With the Chinese government establishing policies in infrastructure, science and technology innovation, workforce development, safety, health and sustainability, the country’s manufacturing industry is continuing to rapidly grow and become increasingly more competitive on the global market.
This, coupled with investments in key strategic markets such as high-end equipment manufacturing, makes China an interesting market opportunity for UK businesses to be involved with.
Due to the varied cultural differences between China and the UK, British businesses are not taking advantage of China’s rapid economic growth. The UK’s share of exports to the Chinese market has fallen to around one per cent over the past decade, raising concerns that Great Britain is not aligning it’s trade offerings with China’s fastest growing sectors.
A strategic approach
Entering any new market can be daunting for any company. Both the communication and cultural barriers can be off-putting when entering China, but if you plan your entry properly these barriers can be broken.
Taking a strategic approach to partnering with a Chinese business must be taken. For example, make sure you fully understand the market and whether it compliments your business’ goals and objectives.
Conduct reliable research before venturing into any partnership, ask for advise, and make sure you understand the regional differences in the country. China should not be regarded as a single market as it is made up of over 30 different provinces and municipalities.
Contacting advisory bodies such as the Chinese Britain Business Council (CBBC), an organisation created to help UK businesses grow and develop in China, is a great starting point. The council supports UK companies to take advantage and gain knowledgeable information on one of the fastest growing markets in the world.
Opening up new opportunities
China boasts the world’s largest ICT market, with over 600 million mobile users and more than 400 million Internet users. With this in mind, areas where UK businesses could profit are delivering more service-based offerings around communication and IT.
The country’s consumer gadget appetite is driving government investment. The country has long been a ‘factory floor’ for popular consumer tech gadgets, and China’s homegrown companies are challenging leading global brands and setting trends in telecommunications, mobile devices and online services.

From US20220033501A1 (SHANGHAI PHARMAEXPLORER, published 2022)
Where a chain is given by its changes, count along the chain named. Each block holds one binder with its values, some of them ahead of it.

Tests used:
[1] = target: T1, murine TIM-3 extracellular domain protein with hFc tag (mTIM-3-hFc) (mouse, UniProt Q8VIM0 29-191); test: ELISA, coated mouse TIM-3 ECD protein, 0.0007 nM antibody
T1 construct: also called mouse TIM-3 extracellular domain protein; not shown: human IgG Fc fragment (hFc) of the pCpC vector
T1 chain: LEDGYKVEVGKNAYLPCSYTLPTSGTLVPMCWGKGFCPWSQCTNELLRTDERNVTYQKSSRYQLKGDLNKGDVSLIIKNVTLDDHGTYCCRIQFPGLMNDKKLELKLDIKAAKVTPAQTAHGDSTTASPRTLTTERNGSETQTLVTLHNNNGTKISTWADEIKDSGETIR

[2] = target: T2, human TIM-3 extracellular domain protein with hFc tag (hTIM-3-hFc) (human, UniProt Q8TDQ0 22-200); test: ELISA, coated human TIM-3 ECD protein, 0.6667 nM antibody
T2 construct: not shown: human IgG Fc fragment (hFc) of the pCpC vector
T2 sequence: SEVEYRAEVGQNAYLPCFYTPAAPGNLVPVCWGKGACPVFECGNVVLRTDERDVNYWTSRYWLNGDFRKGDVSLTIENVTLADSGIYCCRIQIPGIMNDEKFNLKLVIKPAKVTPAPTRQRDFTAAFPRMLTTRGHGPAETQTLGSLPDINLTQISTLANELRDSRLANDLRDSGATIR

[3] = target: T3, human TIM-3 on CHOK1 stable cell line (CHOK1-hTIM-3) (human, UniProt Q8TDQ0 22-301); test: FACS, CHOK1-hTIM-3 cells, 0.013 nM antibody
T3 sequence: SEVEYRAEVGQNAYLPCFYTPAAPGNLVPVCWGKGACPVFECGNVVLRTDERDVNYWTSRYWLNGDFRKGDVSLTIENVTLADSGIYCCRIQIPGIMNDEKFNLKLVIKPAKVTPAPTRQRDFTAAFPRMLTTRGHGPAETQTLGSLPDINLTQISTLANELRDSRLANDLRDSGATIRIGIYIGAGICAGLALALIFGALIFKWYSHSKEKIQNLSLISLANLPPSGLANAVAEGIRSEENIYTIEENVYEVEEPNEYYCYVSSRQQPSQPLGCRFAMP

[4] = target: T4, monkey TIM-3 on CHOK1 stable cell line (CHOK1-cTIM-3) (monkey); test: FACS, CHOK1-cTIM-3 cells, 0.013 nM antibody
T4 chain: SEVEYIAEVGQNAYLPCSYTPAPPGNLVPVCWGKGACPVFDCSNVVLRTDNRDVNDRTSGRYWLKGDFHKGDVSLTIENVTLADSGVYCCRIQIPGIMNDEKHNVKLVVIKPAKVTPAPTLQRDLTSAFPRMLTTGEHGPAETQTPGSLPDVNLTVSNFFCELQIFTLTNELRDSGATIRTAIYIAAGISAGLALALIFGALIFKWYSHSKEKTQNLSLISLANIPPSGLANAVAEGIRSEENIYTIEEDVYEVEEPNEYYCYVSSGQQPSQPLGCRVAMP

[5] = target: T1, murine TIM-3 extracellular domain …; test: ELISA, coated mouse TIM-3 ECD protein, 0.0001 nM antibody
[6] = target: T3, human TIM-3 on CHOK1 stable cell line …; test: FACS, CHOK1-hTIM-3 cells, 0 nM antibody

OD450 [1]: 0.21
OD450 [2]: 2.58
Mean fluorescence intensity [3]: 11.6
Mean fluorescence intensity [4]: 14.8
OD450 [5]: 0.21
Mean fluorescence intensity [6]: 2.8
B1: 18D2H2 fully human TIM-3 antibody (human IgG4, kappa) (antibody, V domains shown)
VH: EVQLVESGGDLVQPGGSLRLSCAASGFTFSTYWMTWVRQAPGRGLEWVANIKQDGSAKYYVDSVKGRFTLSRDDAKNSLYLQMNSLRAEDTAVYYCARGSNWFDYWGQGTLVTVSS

UK businesses would be wise to look out for small tech start-ups that offer the latest consumer technology, whether that is the latest mobile device accessories or online app. Also, do not ignore those large Chinese companies that have now out-grown their home market and want to expand globally.
Confusing intellectual property protection laws
This has been the cause of many UK businesses being reluctant to invest in China. In the late 1970s, China had no intellectual property (IP) protection laws in place, but now the country has implemented strong IP regulations that challenges those in other countries.
Many UK businesses have also questioned China’s IP protection laws’ enforcement, but substantial progress has been made, partly driven by the rise of ‘home grown’ intellectual property rights (IPR) developed and owned by Chinese companies themselves.
For example, Canton Fair has been a leader of IPR protection, and has established an IPR Complaint Office to help businesses. Any company who suspects an exhibitor has infringed upon its IPR, trademark or patent, can seek advise directly at the IPR Complaint Office to resolve the matter. The complaint office offers expertise and lawyer assistance there and then, and can help with trade disputes as well.
In China, the first person to register a trademark or logo is the legal owner. For any company looking to enter the Chinese market, it is crucial to be the first to register the company’s brand before engaging in any activity. This will hopefully guarantee the trademark or logo stays safe.
There are many great opportunities for UK businesses in China, but companies should still seek advise from local Chinese authorities when entering the market to protect the business’ products or services. Once your business has been established within the country, you will see it rapidly grow with the support of one of the most globally influential markets as your backer.
By Mr.Xu Bing, Director General of China Foreign Trade Centre